interview

Faire des affaires différemment dans un monde aux ressources limitées

( Source : TheJakartaPost.com, 24/10/2011 )

Alors que son économie continue de s’améliorer, l’Indonésie – abritant la quatrième plus grande population du monde avec 240 millions d’âmes- va, prochainement, être un marché lucratif pour les biens de consommation rapide (ndlr : produits qui ont un chiffre d'affaires rapide, et à prix réduit). Selon Nielsen, l’année dernière, les ventes de ces biens dépassaient  les 9.81 milliards d’€, soit 11% d’augmentation par rapport à 2009.

Le géant Unilever, qui est présent dans le pays depuis près de 80 ans, a lancé, il y a moins d’un mois, son plan d’investissement de 64.5 millions d’€ - sur un total de 394.4 millions d’€ alloués au marché indonésien durant l’année 2012 – pour étendre les équipements de sa production de produits de beauté et de crème glacée afin d’intégrer totalement le marché grandissant de l’Indonésie.

A cette même date, le PDG d’Unilever Paul Polman, parlait à des centaines d’étudiants de l’Université d’Indonésie située à Depok, à l’ouest de Java, à propos du business durable dans un monde aux ressources limitées.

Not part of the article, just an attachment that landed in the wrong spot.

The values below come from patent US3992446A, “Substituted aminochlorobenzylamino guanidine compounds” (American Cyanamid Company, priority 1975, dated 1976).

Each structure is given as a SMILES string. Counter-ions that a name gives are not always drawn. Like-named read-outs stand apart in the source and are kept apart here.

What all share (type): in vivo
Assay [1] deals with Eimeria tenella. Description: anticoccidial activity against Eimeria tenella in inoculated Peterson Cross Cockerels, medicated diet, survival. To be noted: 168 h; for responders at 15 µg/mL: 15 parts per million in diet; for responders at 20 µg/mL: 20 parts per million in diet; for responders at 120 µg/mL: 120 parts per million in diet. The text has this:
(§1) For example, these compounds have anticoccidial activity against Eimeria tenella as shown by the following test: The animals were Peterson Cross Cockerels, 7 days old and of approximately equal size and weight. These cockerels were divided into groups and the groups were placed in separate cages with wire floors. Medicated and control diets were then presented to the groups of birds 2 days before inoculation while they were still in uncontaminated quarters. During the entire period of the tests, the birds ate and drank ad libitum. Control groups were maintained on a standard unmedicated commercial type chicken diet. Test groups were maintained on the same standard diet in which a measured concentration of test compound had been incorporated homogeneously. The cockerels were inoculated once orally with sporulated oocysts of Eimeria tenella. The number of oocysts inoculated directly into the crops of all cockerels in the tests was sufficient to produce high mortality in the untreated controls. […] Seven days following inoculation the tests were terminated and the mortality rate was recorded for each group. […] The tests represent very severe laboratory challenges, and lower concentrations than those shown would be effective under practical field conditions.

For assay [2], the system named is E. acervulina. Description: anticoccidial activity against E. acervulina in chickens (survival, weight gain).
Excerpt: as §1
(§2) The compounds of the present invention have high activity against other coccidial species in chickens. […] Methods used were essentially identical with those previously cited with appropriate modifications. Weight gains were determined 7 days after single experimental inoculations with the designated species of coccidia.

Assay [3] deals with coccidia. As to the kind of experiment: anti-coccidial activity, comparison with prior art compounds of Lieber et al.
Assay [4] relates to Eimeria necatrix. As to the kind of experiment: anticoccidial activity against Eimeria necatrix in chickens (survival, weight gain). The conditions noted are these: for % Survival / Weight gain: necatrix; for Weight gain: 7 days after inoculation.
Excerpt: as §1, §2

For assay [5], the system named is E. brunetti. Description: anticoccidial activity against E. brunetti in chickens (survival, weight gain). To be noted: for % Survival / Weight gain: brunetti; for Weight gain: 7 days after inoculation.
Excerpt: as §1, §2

Durant la conférence publique, Polman partageait la stratégie de l’entreprise pour doubler son chiffre d’affaire – celui-ci ayant généré l’année dernière près de 28.6 milliards d’€ de revenu – et cela couplé à une réduction de son impact sur les ressources.

Il proposait un nouveau modèle de business durable qu’il faudra nécessairement appliquer pour « en finir avec l’âge de l’abondance ». Ce modèle contient différents éléments clés : partage des valeurs, perspectives à long terme, partenariat, transparence et responsabilisation des acteurs le long de la chaîne de valorisation (ndlr : activités tout le long de la chaîne de transformation qui ajoute de la valeur au produit).

Linda Yulisman du Jakarta Post s’est entretenue avec Polman à propos de ces sujets en même temps que d’autres problèmes relatifs. Voici quelques extraits de l’interview.

Bientôt, vous aurez accès à la traduction de l'interview. En attendant voici l'original en anglais:

Question: Can you explain how you apply the concept of shared values, especially in the context of Indonesia?